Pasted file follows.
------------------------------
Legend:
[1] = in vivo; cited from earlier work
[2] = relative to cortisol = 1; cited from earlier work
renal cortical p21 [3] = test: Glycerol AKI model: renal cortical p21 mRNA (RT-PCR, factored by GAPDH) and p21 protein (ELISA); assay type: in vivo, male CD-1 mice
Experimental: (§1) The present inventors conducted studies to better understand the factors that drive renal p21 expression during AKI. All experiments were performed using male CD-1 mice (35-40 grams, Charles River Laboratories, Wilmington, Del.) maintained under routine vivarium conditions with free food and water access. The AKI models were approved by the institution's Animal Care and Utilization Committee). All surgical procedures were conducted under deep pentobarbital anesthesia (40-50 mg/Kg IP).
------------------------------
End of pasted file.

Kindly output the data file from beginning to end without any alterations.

Legend:
[1] = in vivo; cited from earlier work
[2] = relative to cortisol = 1; cited from earlier work
renal cortical p21 [3] = test: Glycerol AKI model: renal cortical p21 mRNA (RT-PCR, factored by GAPDH) and p21 protein (ELISA); assay type: in vivo, male CD-1 mice
Experimental: (§1) The present inventors conducted studies to better understand the factors that drive renal p21 expression during AKI. All experiments were performed using male CD-1 mice (35-40 grams, Charles River Laboratories, Wilmington, Del.) maintained under routine vivarium conditions with free food and water access. The AKI models were approved by the institution's Animal Care and Utilization Committee). All surgical procedures were conducted under deep pentobarbital anesthesia (40-50 mg/Kg IP).